Moving on to the income statements. Its overall shape was again largely as we guided. Revenue growth improved to 6% or 5% in constant currency due to 9% higher net interest income and 3% growth in non-interest income. This was despite prior year WIMI disposals reducing revenue by ZAR 600 million and ZAR 120 million revenue-drag from implementing IFRS 16.
Operating expenses remained very well controlled, increasing by 6% or 5% in constant currency with low single-digit underlying growth. Credit impairments grew 19% off a low base, ahead of our loan growth. Our effective tax rate decreased to 27% from almost 28%. The 29% rise in noncontrolling interest was largely due to issuing additional Tier 1 capital in support of our growth ambitions. Our normalized headline earnings grew 3% to ZAR 8.3 billion.
We show normalization items on the right. Separation-related operating expenses of ZAR 900 million was the most material item, although this was 37% less than last year's as transitional services agreement costs fell after localizing more of the services. At a headline earnings level, we added back ZAR 600 million in the half, slightly less than last year's ZAR 700 million, with our IFRS headline earnings up 4%.
As expected, our net interest margin declined mostly due to funding margins. Our average weighted interest-bearing assets grew 13% to just over ZAR 1 trillion, and our net interest income grew by 9%. Our loan margins declined mostly due to Investment Bank South Africa's strong growth in preferences as well as higher suspended interest. Pricing was lower in relation to Banking, while front book margins continue to improve in Home Loans and Personal Loans. Slower growth in Home Loans and our overall book was positive for our loan mix, although this was partially offset by strong CIB growth.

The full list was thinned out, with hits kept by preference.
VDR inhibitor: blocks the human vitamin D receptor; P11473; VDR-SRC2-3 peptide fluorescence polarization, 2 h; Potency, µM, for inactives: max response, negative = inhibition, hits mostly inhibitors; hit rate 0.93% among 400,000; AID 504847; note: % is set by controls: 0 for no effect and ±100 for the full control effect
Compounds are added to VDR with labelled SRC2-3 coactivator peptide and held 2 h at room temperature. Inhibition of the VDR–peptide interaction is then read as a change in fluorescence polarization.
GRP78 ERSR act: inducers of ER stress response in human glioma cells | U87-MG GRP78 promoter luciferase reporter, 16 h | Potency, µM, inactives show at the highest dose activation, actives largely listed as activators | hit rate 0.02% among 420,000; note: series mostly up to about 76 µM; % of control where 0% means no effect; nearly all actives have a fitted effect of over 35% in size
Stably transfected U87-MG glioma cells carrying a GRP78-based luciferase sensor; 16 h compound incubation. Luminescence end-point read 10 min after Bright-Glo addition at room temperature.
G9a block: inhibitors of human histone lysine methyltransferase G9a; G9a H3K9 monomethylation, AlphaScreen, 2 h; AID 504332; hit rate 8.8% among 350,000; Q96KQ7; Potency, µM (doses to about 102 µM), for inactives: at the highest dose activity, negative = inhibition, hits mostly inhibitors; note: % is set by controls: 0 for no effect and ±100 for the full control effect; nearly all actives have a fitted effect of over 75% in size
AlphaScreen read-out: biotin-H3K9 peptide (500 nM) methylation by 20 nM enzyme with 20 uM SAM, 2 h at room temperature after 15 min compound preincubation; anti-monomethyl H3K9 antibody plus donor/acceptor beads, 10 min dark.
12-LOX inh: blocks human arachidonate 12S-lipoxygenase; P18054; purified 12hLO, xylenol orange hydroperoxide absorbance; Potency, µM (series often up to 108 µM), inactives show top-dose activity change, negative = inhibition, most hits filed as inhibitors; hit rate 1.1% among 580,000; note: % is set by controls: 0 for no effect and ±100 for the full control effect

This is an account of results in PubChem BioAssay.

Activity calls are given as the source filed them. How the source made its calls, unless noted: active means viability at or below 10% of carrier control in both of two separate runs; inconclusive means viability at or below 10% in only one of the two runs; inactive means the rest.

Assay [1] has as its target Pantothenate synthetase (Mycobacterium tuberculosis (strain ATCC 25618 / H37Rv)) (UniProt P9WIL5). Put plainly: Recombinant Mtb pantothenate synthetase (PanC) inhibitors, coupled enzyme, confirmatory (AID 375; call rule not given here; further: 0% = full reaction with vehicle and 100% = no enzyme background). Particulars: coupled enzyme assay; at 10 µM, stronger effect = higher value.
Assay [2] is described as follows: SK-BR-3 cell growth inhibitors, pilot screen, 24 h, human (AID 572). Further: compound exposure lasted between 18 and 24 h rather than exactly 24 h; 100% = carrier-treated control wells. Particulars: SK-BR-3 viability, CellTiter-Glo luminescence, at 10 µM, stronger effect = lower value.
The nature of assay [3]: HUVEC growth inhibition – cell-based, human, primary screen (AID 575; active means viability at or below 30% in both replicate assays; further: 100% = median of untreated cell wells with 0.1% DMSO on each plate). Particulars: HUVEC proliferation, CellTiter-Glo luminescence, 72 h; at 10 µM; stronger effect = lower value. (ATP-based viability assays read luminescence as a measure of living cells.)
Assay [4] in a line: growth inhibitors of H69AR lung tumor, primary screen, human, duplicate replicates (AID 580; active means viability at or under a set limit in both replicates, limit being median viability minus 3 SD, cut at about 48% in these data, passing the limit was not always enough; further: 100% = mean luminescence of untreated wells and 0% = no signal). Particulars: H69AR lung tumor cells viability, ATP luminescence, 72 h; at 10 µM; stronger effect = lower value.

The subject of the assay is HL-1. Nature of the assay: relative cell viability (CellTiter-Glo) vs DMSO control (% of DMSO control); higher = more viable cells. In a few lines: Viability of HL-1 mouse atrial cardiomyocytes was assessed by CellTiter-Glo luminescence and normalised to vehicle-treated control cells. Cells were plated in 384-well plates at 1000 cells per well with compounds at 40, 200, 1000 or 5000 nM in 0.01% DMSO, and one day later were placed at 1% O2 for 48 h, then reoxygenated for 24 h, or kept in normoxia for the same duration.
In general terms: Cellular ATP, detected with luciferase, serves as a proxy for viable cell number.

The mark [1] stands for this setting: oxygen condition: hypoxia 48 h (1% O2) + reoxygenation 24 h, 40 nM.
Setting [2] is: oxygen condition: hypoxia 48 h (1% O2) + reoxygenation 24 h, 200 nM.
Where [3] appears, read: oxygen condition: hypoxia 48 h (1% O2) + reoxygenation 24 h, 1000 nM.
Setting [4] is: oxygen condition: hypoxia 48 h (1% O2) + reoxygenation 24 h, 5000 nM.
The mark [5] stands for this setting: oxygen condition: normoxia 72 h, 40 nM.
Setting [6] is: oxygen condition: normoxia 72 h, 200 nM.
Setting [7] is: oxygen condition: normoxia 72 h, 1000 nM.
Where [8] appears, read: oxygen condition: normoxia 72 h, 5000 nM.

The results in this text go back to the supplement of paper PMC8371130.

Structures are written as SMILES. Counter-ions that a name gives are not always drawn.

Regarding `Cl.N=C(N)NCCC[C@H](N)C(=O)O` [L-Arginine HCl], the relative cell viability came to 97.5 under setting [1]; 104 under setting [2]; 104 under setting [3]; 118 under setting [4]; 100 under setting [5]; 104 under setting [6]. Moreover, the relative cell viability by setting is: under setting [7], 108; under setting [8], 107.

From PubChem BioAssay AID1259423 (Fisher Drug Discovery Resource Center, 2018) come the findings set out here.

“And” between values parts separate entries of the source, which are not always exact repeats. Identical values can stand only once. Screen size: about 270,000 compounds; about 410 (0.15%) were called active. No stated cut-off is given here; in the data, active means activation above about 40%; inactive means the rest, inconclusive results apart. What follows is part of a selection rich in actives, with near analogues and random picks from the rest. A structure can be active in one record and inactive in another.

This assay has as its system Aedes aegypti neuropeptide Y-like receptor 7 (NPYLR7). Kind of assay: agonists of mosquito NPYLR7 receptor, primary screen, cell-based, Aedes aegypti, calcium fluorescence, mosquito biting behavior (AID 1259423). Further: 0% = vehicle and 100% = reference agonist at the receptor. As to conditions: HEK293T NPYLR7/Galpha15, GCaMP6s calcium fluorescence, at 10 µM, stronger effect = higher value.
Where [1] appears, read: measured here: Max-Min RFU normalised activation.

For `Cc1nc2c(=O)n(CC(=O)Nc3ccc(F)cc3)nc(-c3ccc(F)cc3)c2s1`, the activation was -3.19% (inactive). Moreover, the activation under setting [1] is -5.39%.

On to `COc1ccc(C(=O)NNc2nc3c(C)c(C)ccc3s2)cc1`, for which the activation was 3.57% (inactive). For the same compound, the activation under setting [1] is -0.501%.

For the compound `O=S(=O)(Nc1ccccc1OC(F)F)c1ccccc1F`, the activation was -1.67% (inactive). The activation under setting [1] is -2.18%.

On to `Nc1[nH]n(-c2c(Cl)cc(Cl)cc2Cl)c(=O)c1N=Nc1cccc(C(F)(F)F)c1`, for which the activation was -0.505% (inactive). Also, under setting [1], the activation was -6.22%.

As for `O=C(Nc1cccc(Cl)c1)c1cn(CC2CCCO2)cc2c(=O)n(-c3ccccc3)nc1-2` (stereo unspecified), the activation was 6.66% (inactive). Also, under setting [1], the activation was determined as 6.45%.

Our deposit margin narrowed due to competitive pricing in Everyday and Relationship Banking. Increased reliance on wholesale funding and stronger growth in lower-margin Everyday Banking deposits had an adverse mix impact. The combined 5 basis points negative impact from our capital and deposit in diamond income was due to slower growth in these balances than in our overall interest-bearing assets rather than from lower rates.
We continue to hedge structural balances of about 13% of our South African capital and liabilities. Our structural hedge released ZAR 240 million or 5 basis points to the income statements, which was in line with the previous period.
In ARO, lower rates in many of our markets and competitive pricing of foreign currency loans and deposits further reduced our group margin slightly. The negative impact of implementing IFRS 16 was the main item in Other, although there was an offset in costs. Our net interest margin declined only slightly from the 4.59% recorded in the second half of 2018.
We maintained last year's momentum in lending. Our gross loans increased 12% to over ZAR 900 billion as we added ZAR 100 billion year-on-year and ZAR 40 billion year-to-date. Growth was evident across most of our businesses. RBB South Africa, our largest book, grew 7%, an improvement from last year's figure of 5%. CIB South Africa's gross loans rose 23%, although most of this was already booked in the second half of 2018 and low-margin reverse repos increased 80% to ZAR 45 billion. Commercial Property Finance grew 35% on average off a relatively low base, while term loans declined slightly this year. ARO's gross loans increased by 15% with consistent growth from RBB and CIB.